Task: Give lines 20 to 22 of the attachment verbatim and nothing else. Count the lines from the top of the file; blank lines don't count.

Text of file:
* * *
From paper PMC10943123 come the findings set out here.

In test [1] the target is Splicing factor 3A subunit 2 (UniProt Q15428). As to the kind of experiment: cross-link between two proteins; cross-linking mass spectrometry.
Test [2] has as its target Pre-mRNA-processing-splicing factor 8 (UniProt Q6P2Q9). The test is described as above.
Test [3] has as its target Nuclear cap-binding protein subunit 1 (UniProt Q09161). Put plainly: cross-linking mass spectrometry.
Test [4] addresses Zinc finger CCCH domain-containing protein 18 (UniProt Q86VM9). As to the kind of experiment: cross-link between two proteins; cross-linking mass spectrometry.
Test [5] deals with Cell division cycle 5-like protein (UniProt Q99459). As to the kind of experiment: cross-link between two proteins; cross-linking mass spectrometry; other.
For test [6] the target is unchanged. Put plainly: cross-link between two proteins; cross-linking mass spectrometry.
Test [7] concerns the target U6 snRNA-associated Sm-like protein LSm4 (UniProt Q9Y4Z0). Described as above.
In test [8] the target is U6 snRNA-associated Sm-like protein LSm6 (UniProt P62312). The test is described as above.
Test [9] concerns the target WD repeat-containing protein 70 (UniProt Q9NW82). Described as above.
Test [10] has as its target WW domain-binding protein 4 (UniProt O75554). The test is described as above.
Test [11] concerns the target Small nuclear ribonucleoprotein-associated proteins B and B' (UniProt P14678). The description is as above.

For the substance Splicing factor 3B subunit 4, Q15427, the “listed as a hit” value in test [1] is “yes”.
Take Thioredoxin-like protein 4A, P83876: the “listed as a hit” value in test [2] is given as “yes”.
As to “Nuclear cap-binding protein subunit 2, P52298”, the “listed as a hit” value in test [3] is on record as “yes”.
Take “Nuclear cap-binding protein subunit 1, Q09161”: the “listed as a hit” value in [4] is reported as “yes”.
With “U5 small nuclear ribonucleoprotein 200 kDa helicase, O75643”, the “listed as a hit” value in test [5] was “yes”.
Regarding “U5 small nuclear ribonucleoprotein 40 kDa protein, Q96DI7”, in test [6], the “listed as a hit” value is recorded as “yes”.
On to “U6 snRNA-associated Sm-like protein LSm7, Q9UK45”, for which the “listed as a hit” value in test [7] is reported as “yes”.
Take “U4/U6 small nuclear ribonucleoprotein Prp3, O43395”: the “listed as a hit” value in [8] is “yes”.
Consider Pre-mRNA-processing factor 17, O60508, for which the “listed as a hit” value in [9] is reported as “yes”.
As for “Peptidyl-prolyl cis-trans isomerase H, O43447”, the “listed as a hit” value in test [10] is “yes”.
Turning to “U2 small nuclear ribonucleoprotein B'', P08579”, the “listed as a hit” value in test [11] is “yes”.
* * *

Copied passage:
Take “U4/U6 small nuclear ribonucleoprotein Prp3, O43395”: the “listed as a hit” value in [8] is “yes”.
Consider Pre-mRNA-processing factor 17, O60508, for which the “listed as a hit” value in [9] is reported as “yes”.
As for “Peptidyl-prolyl cis-trans isomerase H, O43447”, the “listed as a hit” value in test [10] is “yes”.